1. The history, development, and growth of the company over time (e.g., critical incidents) General Motors (GM) was founded in 1908. William C. Durant brought together 25 independent car companies to form one large corporation. Each company held its own identity as GM operated as central administration office for the 25 divisions. Due to high cost in manufacturing of automobiles, GM was only able to target wealthy customers who could afford cars.
Then Henry Ford, owner and founder of Ford Motor Company, revolutionizes the production process of manufacturing cars and takes the lead in the industry. With this new process, Ford becomes GM’s largest competitor, rapidly growing their market share by mass produce affordable cars, the Model T.
GM did not have the same competency to mass produce affordable as efficiently as Ford and their sales plummeted. GM was in a bad situation, producing a wide range of expensive cars for a small target market of middle class customers. From 1910- 1920 Ford grew stronger and wealthier while GM struggled to stay afloat. In 1920, Alfred P. Sloan became the CEO for GM and made major changes to GM’s strategy to more effectively compete with Ford. Sloan restructured GM to regain its competitive advantage, targeting a different segment in the market.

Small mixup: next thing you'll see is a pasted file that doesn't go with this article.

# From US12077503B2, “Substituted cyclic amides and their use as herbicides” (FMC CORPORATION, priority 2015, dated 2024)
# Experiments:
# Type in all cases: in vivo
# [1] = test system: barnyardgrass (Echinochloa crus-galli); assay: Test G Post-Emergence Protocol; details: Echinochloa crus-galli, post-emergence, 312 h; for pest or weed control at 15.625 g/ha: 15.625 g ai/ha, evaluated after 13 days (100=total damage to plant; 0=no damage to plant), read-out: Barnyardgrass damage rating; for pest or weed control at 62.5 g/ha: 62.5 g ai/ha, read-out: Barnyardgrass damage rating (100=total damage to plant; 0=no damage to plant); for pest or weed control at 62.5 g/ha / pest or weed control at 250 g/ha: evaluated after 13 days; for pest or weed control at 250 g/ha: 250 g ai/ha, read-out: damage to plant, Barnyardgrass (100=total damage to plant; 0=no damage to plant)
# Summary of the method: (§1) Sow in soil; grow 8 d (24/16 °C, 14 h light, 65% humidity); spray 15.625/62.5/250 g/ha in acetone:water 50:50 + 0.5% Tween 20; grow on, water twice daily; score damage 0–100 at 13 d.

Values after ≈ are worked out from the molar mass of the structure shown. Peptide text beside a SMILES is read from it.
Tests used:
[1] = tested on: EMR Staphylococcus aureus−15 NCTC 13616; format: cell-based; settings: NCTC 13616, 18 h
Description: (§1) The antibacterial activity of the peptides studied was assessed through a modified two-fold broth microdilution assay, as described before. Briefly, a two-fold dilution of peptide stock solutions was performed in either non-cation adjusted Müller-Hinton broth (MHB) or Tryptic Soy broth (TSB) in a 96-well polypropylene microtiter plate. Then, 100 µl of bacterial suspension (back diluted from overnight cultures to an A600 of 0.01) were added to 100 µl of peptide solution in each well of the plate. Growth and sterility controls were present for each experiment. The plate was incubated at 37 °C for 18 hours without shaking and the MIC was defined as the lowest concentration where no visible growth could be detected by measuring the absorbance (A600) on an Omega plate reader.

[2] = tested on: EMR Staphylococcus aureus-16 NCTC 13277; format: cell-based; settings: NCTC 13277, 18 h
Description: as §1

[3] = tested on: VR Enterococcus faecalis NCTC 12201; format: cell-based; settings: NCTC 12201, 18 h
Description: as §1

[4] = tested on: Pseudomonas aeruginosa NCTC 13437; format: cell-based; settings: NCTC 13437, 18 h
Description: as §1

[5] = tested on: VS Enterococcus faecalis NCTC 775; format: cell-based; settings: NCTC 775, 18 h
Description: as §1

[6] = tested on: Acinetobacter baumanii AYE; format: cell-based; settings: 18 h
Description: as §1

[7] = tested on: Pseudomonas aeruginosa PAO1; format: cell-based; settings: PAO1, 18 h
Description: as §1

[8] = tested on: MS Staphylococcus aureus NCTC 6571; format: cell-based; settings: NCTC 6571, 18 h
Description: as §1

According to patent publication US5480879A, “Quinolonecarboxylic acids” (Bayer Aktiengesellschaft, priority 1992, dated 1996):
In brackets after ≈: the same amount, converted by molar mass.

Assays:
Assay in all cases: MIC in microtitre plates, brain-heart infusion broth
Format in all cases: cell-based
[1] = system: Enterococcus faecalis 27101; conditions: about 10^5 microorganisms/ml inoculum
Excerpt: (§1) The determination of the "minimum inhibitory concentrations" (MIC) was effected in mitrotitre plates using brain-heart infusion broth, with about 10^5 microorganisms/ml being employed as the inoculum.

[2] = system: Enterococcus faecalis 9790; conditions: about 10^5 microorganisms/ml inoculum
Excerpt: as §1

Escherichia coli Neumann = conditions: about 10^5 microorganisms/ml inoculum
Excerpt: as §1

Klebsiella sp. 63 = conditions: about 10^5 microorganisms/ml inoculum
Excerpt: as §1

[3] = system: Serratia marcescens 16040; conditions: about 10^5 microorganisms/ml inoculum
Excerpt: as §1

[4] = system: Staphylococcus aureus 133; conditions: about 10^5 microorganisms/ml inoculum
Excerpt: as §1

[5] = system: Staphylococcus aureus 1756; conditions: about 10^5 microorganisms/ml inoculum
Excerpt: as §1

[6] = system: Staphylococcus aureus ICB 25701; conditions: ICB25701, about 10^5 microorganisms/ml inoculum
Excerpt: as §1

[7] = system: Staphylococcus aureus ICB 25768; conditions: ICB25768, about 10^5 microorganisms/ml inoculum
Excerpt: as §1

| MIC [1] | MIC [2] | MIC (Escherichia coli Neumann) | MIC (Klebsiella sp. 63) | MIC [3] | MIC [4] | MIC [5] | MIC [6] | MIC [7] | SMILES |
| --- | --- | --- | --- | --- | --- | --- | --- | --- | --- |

His consolidation of the 25 companies into 5 major self-contained and operated divisions: Chevrolet, Pontiac, Buick, Cadillac, and Oldsmobile proved to be successful. In 1925 GM took the lead in the industry, hurting Ford’s sales of the Model T so bad that Ford had to shut down his factories for several months to redesign his production line and produce new models. GM became the United States car market leader with the largest market share, 70% at its highest. 1925 to 1975, GM expanded its product line to all kinds of vehicles to full-size trucks, light weight trucks, and various specialized vehicles such as vans and ambulances.
GM also started to vertically integrate and at one point, made more than 65% of its cars components. From 1925 to 1975, GM dominated the United States market holding approximately 65% of domestic sales. Together, GM, Chrysler, and Ford, held more than 90% of the United States market. Due to the global oil crisis and low cost/high quality Japanese cars in 1970’s, GM lost its lead in the industry.